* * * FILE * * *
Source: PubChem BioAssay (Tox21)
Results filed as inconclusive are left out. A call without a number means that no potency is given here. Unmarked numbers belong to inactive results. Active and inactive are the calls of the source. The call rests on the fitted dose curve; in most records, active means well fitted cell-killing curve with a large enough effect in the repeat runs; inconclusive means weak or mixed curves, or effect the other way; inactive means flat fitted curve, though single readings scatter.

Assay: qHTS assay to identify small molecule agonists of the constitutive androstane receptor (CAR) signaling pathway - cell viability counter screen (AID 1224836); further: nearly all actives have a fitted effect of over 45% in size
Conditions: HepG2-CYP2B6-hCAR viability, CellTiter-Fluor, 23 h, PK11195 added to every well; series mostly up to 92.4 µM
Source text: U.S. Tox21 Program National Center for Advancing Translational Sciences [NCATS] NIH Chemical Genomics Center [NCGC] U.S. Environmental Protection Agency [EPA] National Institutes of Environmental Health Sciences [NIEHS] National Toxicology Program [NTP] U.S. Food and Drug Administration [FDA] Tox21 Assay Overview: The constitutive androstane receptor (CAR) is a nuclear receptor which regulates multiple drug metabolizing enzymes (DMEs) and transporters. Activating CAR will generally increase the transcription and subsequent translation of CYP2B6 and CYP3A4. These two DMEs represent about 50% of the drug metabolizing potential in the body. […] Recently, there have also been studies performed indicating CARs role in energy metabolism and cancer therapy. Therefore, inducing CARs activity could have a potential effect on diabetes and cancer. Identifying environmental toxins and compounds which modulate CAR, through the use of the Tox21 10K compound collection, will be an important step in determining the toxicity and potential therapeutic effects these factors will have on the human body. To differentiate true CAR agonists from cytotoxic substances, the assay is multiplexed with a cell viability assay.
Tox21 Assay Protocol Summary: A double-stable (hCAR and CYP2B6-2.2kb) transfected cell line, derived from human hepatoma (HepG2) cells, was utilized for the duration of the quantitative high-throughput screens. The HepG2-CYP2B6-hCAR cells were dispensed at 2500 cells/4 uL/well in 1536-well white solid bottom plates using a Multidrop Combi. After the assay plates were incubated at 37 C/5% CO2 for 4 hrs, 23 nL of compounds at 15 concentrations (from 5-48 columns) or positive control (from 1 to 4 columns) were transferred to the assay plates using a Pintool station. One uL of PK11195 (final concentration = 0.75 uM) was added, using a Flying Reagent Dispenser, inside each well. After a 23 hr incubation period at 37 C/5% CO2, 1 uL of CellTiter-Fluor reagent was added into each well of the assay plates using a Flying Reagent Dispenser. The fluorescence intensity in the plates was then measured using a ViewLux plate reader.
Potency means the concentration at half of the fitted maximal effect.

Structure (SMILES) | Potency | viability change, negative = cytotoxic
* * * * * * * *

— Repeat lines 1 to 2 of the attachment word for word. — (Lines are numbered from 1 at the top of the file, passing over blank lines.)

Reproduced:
Source: PubChem BioAssay (Tox21)
Results filed as inconclusive are left out. A call without a number means that no potency is given here. Unmarked numbers belong to inactive results. Active and inactive are the calls of the source. The call rests on the fitted dose curve; in most records, active means well fitted cell-killing curve with a large enough effect in the repeat runs; inconclusive means weak or mixed curves, or effect the other way; inactive means flat fitted curve, though single readings scatter.